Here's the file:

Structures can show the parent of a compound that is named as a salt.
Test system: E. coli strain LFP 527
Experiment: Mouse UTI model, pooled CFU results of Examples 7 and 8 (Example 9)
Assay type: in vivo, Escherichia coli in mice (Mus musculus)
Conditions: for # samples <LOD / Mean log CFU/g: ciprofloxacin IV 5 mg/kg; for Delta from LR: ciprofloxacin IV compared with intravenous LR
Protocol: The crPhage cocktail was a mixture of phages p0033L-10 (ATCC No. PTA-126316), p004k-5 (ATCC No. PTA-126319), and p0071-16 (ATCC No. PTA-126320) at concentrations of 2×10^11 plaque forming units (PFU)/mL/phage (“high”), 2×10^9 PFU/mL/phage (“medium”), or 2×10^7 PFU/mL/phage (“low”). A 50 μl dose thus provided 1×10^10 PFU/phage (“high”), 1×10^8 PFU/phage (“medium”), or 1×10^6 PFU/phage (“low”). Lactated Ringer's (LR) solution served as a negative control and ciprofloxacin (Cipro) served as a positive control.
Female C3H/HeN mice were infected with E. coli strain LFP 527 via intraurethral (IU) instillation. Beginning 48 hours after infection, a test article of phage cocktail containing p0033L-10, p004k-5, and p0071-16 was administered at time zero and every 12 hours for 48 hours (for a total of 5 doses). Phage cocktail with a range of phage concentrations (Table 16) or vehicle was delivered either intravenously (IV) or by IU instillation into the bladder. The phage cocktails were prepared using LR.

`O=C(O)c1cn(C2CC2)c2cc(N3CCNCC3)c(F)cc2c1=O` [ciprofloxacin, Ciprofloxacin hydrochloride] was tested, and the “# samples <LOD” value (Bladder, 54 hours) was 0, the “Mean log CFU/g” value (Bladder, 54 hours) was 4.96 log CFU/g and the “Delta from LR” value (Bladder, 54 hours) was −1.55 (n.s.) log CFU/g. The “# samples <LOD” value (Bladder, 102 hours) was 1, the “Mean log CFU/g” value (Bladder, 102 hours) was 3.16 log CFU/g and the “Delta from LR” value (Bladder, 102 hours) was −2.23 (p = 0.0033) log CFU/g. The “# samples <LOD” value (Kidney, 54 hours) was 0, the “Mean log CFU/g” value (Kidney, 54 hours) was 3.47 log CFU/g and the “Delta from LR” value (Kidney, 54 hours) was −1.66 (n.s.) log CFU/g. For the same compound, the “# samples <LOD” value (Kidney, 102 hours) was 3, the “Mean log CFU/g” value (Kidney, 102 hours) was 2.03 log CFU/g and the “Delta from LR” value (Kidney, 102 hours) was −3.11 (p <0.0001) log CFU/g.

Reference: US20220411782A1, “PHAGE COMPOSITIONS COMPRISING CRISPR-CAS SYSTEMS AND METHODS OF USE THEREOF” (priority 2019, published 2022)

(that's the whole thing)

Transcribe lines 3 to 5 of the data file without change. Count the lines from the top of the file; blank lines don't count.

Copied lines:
Experiment: Mouse UTI model, pooled CFU results of Examples 7 and 8 (Example 9)
Assay type: in vivo, Escherichia coli in mice (Mus musculus)
Conditions: for # samples <LOD / Mean log CFU/g: ciprofloxacin IV 5 mg/kg; for Delta from LR: ciprofloxacin IV compared with intravenous LR